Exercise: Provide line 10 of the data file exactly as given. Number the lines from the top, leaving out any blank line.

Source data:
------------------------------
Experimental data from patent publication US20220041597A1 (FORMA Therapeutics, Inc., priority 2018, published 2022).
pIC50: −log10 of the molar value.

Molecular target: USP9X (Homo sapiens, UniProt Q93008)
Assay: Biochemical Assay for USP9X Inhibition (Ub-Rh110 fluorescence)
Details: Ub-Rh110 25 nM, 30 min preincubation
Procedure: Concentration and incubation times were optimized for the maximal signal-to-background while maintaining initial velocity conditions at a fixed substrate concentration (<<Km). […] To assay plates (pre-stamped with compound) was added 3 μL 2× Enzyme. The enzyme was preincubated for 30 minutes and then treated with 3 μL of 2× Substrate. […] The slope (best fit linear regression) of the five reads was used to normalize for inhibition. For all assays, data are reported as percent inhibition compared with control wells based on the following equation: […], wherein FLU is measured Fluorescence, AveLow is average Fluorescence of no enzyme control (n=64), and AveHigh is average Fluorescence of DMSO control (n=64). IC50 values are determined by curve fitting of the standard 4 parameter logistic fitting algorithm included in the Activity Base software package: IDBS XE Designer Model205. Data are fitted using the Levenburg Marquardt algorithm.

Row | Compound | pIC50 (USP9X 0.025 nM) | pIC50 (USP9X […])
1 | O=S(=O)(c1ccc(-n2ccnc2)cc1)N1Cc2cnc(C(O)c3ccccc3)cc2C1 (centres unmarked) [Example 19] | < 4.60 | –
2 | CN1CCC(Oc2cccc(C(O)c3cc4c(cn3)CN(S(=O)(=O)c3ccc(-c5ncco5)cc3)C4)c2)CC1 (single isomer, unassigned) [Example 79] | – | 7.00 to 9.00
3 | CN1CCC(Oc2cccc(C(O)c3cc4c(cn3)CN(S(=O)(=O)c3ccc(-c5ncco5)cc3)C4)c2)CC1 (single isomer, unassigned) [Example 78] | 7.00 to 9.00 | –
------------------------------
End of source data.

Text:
3 | CN1CCC(Oc2cccc(C(O)c3cc4c(cn3)CN(S(=O)(=O)c3ccc(-c5ncco5)cc3)C4)c2)CC1 (single isomer, unassigned) [Example 78] | 7.00 to 9.00 | –